Welcome to the recovery version....
I know I'm all about the fresh food, and the cool food project, and the Farmer's-Market-this and CSA*- that, but there are plenty of days I am Glad Glad Glad we live in a world where easy, shelf stable food exits.
It is in my emergency kit, and it is in my pantry. And there are times that sort of feel like an emergency, and that is when they come out.
So when I went down with Strep Throat this weekend, I was really glad the supplies were there, and my son could cook his own dinner.
Was it pretty? No.
Was it even gourmet? NOPE.
But it was kindof nutritious, it was kindof balanced, and he was able to do it *all by himself.*
It was microwave mac 'n cheez & a cucumber.
The 2 great things about this -
1. He had done this enough, so he could do it himself, and
2. I had a fresh thing on hand he wanted enough to hunt out and eat. (He said it was fun just biting into a cucumber - something to think about in our bite sized world.)
The key is, we should eat real food more often than we do, and my goal is to help make it easy, tasty and fun, and something anyone can do.
But I'm no hater. Shelf stable food has an important place in our just-in-time society. Emergency rations, travel food, winter food... there are reasons for it - we just shouldn't eat it all the time.... And so much of it.
Which brings me to the second thing - teach your kids how to make a toasted cheese sandwich and/or quesadilla, and then have them make them.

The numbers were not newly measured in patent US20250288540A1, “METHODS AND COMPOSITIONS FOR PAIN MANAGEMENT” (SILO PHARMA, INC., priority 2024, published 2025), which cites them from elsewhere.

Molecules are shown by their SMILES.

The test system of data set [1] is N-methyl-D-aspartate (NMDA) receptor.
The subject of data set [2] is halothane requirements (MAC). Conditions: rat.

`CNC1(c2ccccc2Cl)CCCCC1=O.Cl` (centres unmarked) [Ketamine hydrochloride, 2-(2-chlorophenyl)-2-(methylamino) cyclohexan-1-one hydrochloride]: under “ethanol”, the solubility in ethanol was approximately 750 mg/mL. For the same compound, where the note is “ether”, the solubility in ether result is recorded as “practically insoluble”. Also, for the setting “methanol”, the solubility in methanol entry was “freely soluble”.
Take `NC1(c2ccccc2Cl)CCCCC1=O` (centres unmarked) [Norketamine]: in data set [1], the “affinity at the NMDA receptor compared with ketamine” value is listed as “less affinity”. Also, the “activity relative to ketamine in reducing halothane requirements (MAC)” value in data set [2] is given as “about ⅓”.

(And then make them clean up.)
The sooner they feel like they can feed themselves, the sooner they will, and if they get used to feeding themselves in your kitchen, you can help them decide what kind of food will be in their kitchen, and what kind of food they will cook. If we never put them in a position where they need to cook they certainly won't know what to do when they have to.
My learning to cook story isn't particularly special, except I was allowed to try things. Oh yeah, and if something didn't taste good I was told so. Because there was "Yuck!" I knew I could trust "Yum!"
Kids know when they are being lied too - they just play along, but it makes it hard for them to know when you are telling the truth. And if you tell them something they made doesn't taste good when they are young, they'll bounce back - but if it doesn't happen until they are a teenager - Watch Out. There will be splatters.
(I heard Michael Pollan of _Omnivore's Dilemma_ on NPR talking about shopping for Fruity Pebbles for his son.)
*Community Supported Agriculture